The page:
First and foremost, you can play through your amp… or use the DI (Direct Input) on your audio interface and then use an amp sim if you have one.

Electric guitars will need:

  • one microphone if playing through an amp (probably a dynamic mic like an SM57)
  • one mic cable
  • on mic stand

If using DI:

  • DI box if your audio interface does not have a DI input
  • One extra patch cable for the DI box
bass guitar and amplifier

For Bass Players

Honestly, this is virtually the same as guitar players. The only major difference being that since bass is a less ‘directional’ sound, you probably don’t need to worry about a stereo pair of mics for an acoustic bass.

For an electric bass you pretty well have the same options as the electric guitar: mic it up, or go DI.

You might opt for a different mic choice than something like an SM57 – perhaps an AKG D112, but this is really up to you. Both will work fine in most cases.

drum set mic'd up in a recording studio

For Drummers

Drummers probably have it the hardest when it comes to recording and even doing shows. You have more sound sources than virtually anyone else, so you need to carry more gear around, have more inputs, mics, stands, etc.

Plus if you’re a drummer you can probably only count to four anyways…. so how the hell is this supposed to work if you need more than four of anything?

Recording drums in and of itself can be a monster and an entire blog post on its own. But that’s not the point of this article. It’s about what you need just to be able to record drums in your home studio.

If you happen to be using an electric drum kit, you have it easy. Just take the stereo outputs from your kit to your interface and go.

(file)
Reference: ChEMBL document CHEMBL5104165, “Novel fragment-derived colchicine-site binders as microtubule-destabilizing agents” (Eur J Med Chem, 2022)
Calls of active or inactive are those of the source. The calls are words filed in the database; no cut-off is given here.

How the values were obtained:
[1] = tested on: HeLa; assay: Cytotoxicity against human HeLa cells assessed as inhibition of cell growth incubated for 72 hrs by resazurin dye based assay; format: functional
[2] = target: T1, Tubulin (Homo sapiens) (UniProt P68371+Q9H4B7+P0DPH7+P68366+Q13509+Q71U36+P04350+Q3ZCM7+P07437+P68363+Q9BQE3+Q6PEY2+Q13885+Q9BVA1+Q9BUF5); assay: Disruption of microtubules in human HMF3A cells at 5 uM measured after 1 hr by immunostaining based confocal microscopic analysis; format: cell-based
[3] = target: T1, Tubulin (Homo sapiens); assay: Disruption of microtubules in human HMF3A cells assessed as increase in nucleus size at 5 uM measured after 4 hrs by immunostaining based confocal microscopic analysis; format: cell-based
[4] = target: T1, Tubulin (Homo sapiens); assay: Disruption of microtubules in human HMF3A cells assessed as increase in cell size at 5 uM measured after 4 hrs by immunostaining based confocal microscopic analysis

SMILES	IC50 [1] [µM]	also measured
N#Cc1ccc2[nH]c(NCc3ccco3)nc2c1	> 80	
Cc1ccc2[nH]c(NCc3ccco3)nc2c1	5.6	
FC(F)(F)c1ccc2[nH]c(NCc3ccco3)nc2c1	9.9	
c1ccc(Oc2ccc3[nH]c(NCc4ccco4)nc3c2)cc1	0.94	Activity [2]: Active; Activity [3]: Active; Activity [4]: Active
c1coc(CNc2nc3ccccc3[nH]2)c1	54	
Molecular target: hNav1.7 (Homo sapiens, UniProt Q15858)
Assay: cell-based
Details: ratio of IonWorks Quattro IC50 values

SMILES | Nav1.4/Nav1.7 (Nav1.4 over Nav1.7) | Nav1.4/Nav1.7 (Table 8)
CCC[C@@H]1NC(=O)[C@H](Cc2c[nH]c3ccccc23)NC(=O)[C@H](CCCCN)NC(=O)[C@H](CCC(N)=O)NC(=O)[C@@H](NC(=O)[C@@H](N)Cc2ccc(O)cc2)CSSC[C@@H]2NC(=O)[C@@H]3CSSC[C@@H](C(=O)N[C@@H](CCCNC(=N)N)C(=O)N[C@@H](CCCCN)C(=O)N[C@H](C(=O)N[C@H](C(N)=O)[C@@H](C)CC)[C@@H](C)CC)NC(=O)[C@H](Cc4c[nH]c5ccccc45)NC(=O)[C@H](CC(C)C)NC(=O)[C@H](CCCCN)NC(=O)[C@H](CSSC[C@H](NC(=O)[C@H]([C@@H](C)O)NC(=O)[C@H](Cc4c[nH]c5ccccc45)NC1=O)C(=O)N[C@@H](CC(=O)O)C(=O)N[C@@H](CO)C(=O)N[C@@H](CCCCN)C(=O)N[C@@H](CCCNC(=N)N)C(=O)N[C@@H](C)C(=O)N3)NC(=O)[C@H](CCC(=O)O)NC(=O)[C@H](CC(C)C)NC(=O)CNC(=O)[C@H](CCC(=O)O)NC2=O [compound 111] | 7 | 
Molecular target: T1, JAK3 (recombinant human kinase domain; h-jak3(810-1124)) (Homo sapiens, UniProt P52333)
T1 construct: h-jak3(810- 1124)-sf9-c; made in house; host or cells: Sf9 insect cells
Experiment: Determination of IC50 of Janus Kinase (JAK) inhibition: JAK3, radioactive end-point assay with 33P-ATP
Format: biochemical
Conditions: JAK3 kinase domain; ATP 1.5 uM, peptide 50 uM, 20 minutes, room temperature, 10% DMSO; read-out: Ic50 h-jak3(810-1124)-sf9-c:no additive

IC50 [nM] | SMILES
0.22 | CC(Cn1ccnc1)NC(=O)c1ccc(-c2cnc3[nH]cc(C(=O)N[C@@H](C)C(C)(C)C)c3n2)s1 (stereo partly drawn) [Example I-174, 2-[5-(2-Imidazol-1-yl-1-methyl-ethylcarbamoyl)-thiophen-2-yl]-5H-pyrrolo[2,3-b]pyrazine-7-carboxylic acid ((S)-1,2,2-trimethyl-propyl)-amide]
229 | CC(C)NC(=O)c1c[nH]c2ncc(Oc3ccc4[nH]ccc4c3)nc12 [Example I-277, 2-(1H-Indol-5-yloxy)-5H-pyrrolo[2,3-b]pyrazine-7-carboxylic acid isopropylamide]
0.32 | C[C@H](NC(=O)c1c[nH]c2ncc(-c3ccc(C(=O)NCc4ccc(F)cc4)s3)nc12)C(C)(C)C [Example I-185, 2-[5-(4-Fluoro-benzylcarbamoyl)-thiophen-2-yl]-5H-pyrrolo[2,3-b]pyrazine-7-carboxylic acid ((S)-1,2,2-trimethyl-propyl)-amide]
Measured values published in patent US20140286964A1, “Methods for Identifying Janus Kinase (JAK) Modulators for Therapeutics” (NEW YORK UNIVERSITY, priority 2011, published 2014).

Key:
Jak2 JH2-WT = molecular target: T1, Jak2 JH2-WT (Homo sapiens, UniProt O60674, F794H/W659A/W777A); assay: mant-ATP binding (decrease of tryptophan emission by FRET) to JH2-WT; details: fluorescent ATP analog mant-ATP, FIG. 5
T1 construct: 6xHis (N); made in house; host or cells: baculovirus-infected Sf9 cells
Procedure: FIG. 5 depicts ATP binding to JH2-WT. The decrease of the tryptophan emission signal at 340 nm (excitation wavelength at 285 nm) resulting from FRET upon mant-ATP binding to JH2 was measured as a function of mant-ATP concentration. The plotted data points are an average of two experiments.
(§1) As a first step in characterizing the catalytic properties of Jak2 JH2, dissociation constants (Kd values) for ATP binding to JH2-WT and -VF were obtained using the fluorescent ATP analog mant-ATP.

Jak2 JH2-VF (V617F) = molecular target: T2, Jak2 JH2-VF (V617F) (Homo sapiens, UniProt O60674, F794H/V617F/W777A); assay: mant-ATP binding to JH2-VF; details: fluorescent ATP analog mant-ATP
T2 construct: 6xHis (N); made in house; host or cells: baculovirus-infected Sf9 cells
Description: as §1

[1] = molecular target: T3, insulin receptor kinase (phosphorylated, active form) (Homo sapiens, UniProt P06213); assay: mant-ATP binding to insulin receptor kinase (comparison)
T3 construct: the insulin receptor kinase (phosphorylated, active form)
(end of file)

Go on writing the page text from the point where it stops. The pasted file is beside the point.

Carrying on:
So you just need two quarter inch patch cables. Done.

Acoustic drums on the other hand….

Here’s what is typically considered the bare minimum to record acoustic drums:

  • Two overhead mics (probably condenser)
  • Two additional mics for kick and snare drums (probably dynamic)
  • four mic stands
  • four XLR cables

… and your audio interface needs to have at least four mic preamps.

Lots of drum recordings have been made with only four mics and you can get some really great sounding drums with only four.

However if you want to mic up your toms, you will need an additional mic, mic stand (if not using clip-on mics), and an XLR cable for each…. not to mention an additional available mic preamp on your audio interface.

Chances are you will probably want to mic up your drums individually so, get an audio interface with at least 8 inputs and then check out some drum mic packages that fit your budget. Or pick your mics individually like I did.

vocal microphone in a home studio

Conclusion: What Everyone Needs For Their Home Studio

In most cases, musicians looking to write and record their music will need at least the following:

  • Computer & software
  • Audio interface with at least 2 mic preamps
  • Monitors & headphones
  • Stereo pair of microphones
  • Two mic stands and two cables

Drummers on the other hand will need all the same items however, you will need more mic preamps and microphones. At a bare minimum drummers will need four preamps and mics. I personally recommend going for eight.

If you are looking to record more instruments or sounds sources in general simultaneously, then you will need more mics and more preamps on your interface.

You should also plan for future expansion so if you are in the market for an audio interface, make sure you get one with ADAT connectivity. ADAT is the easiest way to expand the number of simultaneous inputs for your DAW.